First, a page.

Beijing agreed Tuesday to make London a centre for handling investments denominated in yuan, making it the first financial centre outside of China to handle the tightly controlled currency.
The announcement came Tuesday in the middle of a five-day British trade mission to China led by Chancellor of the Exchequer George Osborne.
Beijing has ambitions to expand use of the yuan for trade and investment.
London is now ahead of any other financial centre in the race to become an important hub for yuan trading, after the Chinese central bank granted London-based institutional investors a quota of 80 billion yuan ($12.7 billion) to invest in Chinese stocks.
China, which holds $1.3 trillion in U.S. treasury bills, is said to be deeply angered over the U.S. shutdown and threat of default.
China raises red flags over U.S. shutdown
Yesterday, Xinhua, China's official news agency advocated a "new world order" with reduced reliance on the American dollar and the U.S. economy.
"It is perhaps a good time for the befuddled world to start considering building a de-Americanised world," the Xinhua commentary said.
"Instead of honouring its duties as a responsible leading power, a self-serving Washington has abused its superpower status and introduced even more chaos into the world by shifting financial risks overseas, instigating regional tensions amid territorial disputes, and fighting unwarranted wars under the cover of outright lies."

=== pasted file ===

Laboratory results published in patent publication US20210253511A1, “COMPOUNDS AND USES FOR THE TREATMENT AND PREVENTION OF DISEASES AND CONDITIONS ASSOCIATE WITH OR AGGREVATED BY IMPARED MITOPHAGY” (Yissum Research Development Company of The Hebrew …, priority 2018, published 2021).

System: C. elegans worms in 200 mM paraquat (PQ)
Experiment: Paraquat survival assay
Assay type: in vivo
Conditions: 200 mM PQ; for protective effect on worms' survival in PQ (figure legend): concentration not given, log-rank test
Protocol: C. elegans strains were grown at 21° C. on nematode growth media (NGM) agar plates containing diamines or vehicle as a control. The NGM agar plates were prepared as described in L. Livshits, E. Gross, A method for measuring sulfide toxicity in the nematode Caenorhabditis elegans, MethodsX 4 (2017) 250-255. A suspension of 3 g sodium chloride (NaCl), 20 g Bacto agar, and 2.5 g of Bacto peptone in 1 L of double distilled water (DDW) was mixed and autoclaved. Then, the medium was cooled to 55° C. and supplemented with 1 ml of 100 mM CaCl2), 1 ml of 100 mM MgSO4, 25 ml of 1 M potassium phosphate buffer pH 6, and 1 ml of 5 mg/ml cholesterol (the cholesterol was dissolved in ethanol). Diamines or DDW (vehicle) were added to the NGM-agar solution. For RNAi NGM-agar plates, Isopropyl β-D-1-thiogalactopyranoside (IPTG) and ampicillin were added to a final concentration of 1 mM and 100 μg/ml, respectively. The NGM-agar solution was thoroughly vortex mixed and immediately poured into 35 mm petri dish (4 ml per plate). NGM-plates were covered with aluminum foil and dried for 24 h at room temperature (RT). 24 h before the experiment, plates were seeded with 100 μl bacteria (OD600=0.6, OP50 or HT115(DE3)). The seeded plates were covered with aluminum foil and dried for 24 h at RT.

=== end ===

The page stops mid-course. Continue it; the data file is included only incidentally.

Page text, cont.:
The rhetoric may be a sign that Beijing is now confident enough to push the yuan as a trading currency and an alternative to the U.S. dollar. The currency is currently pegged to the U.S. dollar and cannot be directly exchanged for most other major currencies.
Osborne said China's state-owned banks will be allowed to expand their operations in Britain by setting up wholesale branches.
Britain and China signed an agreement in June to have their central banks swap 200 billion yuan for £20 billion ($32 billion), giving U.K. financial institutions more access to large amounts of yuan than had been available in the past outside of China.
Beijing courts European Central Bank to trade yuan
Osborne also said via his Twitter account that state-controlled Industrial & Commercial Bank of China Ltd. planned to issue a yuan-denominated bond in London, which would further encourage yuan use there.
Many international deals with China require a conversion to U.S. dollars and before London, only Hong Kong could handle such transactions.
Beijing is also courting the European Central Bank with an agreement this month to swap 350 billion yuan for 45 billion euros, suggesting Frankfurt may be next in line to become a centre for investment in China.